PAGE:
The spirit of John Joe Somers lives on in Boston’s pubs

I’m new to Boston. I moved here at the beginning of September from a small town in western Connecticut. I’ve always had familial roots in the area, so I’m somewhat familiar with the city. But I feel a new level of appreciation for the spirit of the town and its people, as well as its deep connections to Ireland, after spending a few hours at Hennessy’s Pub for the celebration of the second annual John Joe Somers Day.

The aesthetic of an Irish pub is uniquely mythic. Upon hearing the phrase, the mind conjures flowing spirits, the clinking of glasses, hearty laughter, dancing, pulsating live music, and that distinctively Irish quality of unbridled joy mixed with sweet nostalgia. All of these were present on the evening of Sun., Sept. 17th at Hennessy’s.

The bar was packed with family and friends, adults and children, as well as musicians from the dozen bands that performed throughout the afternoon and evening, all there to fundraise for Cops For Kids With Cancer and to celebrate the life of John Joe Somers, who was born on a farm in Co. Kerry, and came to America “with seventy dollars in his pocket,” according to his son, Sean Somers.

Sean explained how his father, “a musician at heart and a businessman by nature,” worked hard to earn his success. “He was painting houses, he was cleaning chimneys. Some of my earliest recollections of my dad are him coming home covered in soot, from head to toe.”

From humble beginnings, John Joe became one of the most successful pub owners in Boston, managing several establishments, including Mr. Dooley’s, The Green Dragon, Durty Nelly’s, and Hennessy’s. But Sean says he never changed, even after his business accomplishments.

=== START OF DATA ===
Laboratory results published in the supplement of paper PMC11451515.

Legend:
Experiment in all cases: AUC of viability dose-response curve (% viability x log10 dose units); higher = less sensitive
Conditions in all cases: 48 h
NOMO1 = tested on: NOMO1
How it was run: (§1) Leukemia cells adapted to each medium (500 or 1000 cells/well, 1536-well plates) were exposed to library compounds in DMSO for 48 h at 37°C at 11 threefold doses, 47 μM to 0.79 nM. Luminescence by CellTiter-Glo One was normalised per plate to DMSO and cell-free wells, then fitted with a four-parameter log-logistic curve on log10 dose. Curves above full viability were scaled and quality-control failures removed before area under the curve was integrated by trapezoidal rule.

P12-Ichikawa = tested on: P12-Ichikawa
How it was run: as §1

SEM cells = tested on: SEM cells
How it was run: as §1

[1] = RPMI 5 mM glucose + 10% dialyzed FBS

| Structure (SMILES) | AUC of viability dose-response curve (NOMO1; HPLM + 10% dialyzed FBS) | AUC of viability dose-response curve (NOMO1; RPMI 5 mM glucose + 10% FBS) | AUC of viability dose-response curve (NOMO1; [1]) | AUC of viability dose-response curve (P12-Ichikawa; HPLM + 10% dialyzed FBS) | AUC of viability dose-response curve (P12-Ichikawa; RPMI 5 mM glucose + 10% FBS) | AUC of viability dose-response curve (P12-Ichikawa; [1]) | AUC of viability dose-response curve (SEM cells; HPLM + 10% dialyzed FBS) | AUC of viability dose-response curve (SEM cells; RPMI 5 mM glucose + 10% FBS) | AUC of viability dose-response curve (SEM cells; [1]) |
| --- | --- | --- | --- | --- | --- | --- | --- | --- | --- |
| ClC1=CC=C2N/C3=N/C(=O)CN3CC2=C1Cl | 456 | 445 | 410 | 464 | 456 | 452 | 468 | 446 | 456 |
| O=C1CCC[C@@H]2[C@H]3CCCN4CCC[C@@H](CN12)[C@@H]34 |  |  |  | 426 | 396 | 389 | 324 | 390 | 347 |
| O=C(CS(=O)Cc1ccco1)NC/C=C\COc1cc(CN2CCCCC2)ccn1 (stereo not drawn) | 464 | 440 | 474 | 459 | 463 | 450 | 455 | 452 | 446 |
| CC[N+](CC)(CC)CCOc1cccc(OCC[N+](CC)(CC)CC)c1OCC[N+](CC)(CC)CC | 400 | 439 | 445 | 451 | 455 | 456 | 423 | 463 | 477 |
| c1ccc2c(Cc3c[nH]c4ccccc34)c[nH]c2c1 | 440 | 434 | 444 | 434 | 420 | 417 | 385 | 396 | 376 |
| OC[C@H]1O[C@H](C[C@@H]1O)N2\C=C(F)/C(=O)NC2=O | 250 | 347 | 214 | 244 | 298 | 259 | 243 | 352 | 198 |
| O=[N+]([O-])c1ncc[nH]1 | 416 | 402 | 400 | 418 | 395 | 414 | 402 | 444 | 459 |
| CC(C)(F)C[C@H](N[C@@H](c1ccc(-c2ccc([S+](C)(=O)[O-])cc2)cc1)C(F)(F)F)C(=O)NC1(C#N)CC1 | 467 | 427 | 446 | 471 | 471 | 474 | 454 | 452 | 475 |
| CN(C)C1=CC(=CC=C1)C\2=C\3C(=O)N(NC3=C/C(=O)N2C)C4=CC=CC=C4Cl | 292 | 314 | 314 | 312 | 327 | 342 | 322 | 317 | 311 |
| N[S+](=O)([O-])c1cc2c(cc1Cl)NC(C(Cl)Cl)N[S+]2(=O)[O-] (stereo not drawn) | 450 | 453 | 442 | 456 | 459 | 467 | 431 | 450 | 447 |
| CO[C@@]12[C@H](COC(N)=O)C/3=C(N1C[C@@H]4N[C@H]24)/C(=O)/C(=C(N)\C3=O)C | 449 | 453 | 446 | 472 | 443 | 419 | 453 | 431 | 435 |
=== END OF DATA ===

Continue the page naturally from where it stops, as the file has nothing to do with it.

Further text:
“One of the unique things about my father was he had the ability to stay humble throughout his successes,” said Sean. “He would talk to a stockbroker the same way he’d talk to a guy who stocked shelves. That takes a unique person, to make you feel engaged, to make you feel like you have a transparency, that you could tell him anything, and that you were important. That was the kind of man John Joe Somers was.”

During a break in the music, Sean gave a short speech eulogizing his father, who passed away in 2015. He spoke to this spirit of kinship, an air of camaraderie and warmth that John Joe instilled in the pubs he opened.

“He created atmospheres where people could connect,” Sean said. “In Mr. Dooley’s there is no television. He did that so you could come in and sit down and talk to the guy next to you. Instead of being sucked up into your iPhone or iPad or TV or sports, he wanted people to connect. And if anything, with my father’s legacy, he’s left places where you can come and connect. You can walk in a stranger and walk out with friends.”

John Joe’s legacy was tangible that night at Hennessy’s, where Sean has taken the torch and continued to bear it in his dad’s name. I was an outsider with no idea what the day was about, and yet I left the celebration with a connection to the people around me and feeling as if I had known John Joe himself. Which is what, Sean said, his father would have wanted.

John Joe’s story is an archetypically American one, about an immigrant who, through hard work, a song, and a dream, made an immeasurably positive impact on his community. I’m glad to learn and share his story, and I’m honored to have been welcomed to Boston by a Somers pub. I wish the same experience for all newcomers to Boston, or newcomers to our country, for that matter: that they be treated the way John Joe Somers would have treated them.

Toward the end of Sean’s tribute, his voice began to choke with emotion. His tone became more melodic, his phrases more lyrical, and he slipped into what was almost an Irish brogue. If I had known him, maybe I’d have written that he sounded a lot like his father.

“...and every note you hear strummed today, from the bass guitar to the rebel drum, his voice is in those notes,” Sean intoned. “His voice is behind the guitar, behind the voices singin’ the song; that’s my father. That’s John Joe. So if you listen hard enough folks, he’s in the music, he’s in the song. Raise it up lads, let’s have a bit of craic and have some fun!”